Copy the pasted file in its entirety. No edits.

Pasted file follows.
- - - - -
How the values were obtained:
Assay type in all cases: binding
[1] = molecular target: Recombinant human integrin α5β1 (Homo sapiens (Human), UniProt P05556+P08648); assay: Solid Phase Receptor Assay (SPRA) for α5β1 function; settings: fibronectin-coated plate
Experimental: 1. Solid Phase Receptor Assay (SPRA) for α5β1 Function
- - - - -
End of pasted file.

How the values were obtained:
Assay type in all cases: binding
[1] = molecular target: Recombinant human integrin α5β1 (Homo sapiens (Human), UniProt P05556+P08648); assay: Solid Phase Receptor Assay (SPRA) for α5β1 function; settings: fibronectin-coated plate
Experimental: 1. Solid Phase Receptor Assay (SPRA) for α5β1 Function